Here’s the thing: I am well aware of the fact that, somewhere in a past life that’s still too recent, I was a workaholic. Stopping to smell the roses hasn’t always been my strong suit.

So we took time off over Easter. *gasp! It was out of mobile phone reception. It was restorative and torturous all in one. It meant that I could spend time with friends instead of with technology. I could spend time with family instead of characters. (Now that I put that down on paper, being an author sounds somewhat like insanity! But I’m writing this book for a reason, dude!)

Over that time, my Dad traveled to Nigeria with a dear friend of ours. He tells us, now that he’s back, that after they left their lay-over (at an airport I can’t recall), he observed that the plane was basically empty. Most foreign ex-pats had left in the lead up to the election. Goodluck Jonathan lost and General Buhari won.It was a big moment.

Such governmental transitions can be crazy to say the least. By crazy, I mean “Up your personal security and live off your canned goods for a month” crazy. The gentleman Dad and our family friend had gone to see was General Buhari’s previous running mate, Pastor Tunde Bakare – one I’d call a latter day reformist.

The stories they came back with after having been able to spend time with this great man, in what can only be described as an historic and significant time in the history of Nigeria, were amazing.

Fifteen years or so ago, Nigeria wasn’t at the crossroads its at now. Boko Haram wasn’t an issue. Something like 50,000 Christians had not been slaughtered.

Hearing about it all reinforced something to me that I guess I already knew: That freedom can never be taken for granted. We don’t tend to think that Australia will ever have its freedom threatened, and yet things happen every day in our nation that threaten it. Six years ago if I were to say “I’m a Christian” people would say “Good for you.”

Now they look at me like my face is on fire. Now I can’t agree with a law that has stood since the beginning of time for fear of being branded a bigot and a hater. So I stay silent, like millions of other Australians. Saying how you feel, saying with you think, is okay for everyone but Christians these days. It’s a slow creep, but that’s how you boil a frog, right? Turn up the heat slowly so they don’t realise they are dying.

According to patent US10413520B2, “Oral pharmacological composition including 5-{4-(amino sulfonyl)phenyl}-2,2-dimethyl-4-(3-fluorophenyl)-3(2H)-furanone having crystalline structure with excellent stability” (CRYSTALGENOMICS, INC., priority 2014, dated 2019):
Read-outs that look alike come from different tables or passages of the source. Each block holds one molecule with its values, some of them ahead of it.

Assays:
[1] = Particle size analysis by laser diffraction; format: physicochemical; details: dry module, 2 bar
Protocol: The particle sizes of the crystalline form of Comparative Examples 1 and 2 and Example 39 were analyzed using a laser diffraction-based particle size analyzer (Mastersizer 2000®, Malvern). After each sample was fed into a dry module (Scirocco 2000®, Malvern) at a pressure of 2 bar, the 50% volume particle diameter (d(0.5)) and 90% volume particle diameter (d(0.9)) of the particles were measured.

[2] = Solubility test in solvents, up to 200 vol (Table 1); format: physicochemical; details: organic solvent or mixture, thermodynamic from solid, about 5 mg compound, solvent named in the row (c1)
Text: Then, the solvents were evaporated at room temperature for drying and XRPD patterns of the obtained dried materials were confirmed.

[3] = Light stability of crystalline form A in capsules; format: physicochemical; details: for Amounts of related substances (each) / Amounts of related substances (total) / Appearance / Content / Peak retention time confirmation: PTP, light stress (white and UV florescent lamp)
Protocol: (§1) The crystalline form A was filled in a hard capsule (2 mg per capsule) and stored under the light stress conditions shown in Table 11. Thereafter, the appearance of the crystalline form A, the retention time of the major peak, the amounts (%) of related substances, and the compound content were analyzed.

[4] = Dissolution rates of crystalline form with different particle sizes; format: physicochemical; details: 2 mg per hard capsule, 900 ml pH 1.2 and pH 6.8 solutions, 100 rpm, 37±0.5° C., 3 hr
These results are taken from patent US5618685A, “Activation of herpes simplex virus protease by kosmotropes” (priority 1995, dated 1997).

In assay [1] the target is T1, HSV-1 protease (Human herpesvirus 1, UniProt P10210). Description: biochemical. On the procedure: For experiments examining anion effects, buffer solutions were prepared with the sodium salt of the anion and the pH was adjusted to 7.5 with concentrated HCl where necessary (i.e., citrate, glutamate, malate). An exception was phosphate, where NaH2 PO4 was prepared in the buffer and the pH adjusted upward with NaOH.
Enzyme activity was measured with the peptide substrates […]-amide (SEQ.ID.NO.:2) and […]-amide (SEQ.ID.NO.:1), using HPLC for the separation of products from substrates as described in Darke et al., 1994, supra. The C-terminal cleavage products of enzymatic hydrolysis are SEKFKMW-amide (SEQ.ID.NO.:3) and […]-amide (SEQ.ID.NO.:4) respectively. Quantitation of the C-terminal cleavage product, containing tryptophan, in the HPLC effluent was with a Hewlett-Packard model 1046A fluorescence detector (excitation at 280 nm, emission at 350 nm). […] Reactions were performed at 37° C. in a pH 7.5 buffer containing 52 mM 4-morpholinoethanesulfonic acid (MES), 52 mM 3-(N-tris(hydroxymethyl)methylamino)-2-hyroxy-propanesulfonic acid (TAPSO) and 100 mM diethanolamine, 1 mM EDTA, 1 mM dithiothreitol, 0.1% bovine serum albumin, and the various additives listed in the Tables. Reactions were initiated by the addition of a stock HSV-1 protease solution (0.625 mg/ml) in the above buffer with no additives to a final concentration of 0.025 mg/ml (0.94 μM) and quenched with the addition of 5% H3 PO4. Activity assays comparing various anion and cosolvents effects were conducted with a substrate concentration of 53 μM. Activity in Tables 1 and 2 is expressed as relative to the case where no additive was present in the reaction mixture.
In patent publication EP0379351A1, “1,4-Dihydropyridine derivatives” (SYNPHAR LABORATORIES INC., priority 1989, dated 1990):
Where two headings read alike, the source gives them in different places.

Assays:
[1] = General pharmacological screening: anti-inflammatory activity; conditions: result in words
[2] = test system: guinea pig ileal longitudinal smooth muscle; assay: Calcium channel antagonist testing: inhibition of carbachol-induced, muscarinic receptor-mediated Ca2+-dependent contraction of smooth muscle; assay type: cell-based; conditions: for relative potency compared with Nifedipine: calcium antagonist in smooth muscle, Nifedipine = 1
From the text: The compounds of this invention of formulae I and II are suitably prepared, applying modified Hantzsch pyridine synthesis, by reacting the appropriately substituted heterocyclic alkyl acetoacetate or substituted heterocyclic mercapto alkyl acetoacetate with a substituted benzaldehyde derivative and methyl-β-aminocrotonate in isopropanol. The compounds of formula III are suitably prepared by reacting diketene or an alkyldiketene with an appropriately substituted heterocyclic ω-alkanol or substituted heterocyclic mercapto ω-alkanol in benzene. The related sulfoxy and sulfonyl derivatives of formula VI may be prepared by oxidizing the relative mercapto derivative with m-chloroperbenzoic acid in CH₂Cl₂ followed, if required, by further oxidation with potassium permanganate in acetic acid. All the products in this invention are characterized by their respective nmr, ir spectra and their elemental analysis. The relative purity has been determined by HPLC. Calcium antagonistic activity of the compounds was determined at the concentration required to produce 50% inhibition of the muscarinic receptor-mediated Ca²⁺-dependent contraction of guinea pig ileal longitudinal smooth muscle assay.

You can disagree with me. That’s your prerogative. But check the temperature of the next marriage argument you witness and see who is getting bullied now (Now I’m not saying any bullying is ok. It’s not! But you’d be shocked to see the ones they call haters aren’t actually doing the hating these days). See where the name calling is angled. The tide is turning and we are ignoring it, saying “She’ll be right” and moving on with our days in the name of tolerance.

The only thing not tolerated in Australia these days is Jesus.I’m in the minority now and I’m curious: Where will we be in 15 years?

So that was uncomfortable realisation #1.  Realisation #2 is far more buoyant: no matter how far society falls, no matter how out of control things get, God always has a redemption plan – A remnant he raises up to restore freedom and righteousness to the nation and to point the way back to where we belong. In Nigeria, Tunde Bakare seems to be leading that group of people. It’s staggering to see the change that has happened and its because of righteous men like him standing up and showing the way.

Whenever I stop writing this book, I’m reminded of why I’m doing it, and why I have to finish it. It doesn’t matter who you are, or how small your contribution is, do what you can. Do it for freedom. Stay true to what’s inside you. It’s more important than you think.

This was supposed to be a happy post with lost of smiley pictures. But the thing about blogging is that you just end up saying what’s on your mind. This is whats on mine.